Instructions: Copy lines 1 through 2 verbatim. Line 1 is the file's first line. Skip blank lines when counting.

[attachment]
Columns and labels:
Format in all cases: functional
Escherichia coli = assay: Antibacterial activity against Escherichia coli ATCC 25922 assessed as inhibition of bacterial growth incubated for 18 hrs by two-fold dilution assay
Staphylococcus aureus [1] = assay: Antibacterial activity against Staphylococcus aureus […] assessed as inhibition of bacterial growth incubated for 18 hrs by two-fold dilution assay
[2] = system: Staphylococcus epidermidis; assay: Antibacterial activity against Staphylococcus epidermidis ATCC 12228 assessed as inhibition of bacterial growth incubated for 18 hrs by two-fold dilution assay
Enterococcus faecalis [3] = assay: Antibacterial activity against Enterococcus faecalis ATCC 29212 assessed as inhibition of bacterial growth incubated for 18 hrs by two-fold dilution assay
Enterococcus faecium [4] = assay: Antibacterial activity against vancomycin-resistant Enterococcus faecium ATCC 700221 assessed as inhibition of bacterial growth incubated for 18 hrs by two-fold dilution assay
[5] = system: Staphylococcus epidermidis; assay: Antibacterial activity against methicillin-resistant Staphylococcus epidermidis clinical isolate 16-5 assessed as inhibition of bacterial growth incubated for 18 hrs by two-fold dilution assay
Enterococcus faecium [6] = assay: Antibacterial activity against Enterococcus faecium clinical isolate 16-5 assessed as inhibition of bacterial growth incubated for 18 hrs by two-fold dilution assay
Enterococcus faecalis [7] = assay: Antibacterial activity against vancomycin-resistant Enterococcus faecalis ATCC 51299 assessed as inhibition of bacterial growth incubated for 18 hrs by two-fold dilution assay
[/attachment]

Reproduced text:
Columns and labels:
Format in all cases: functional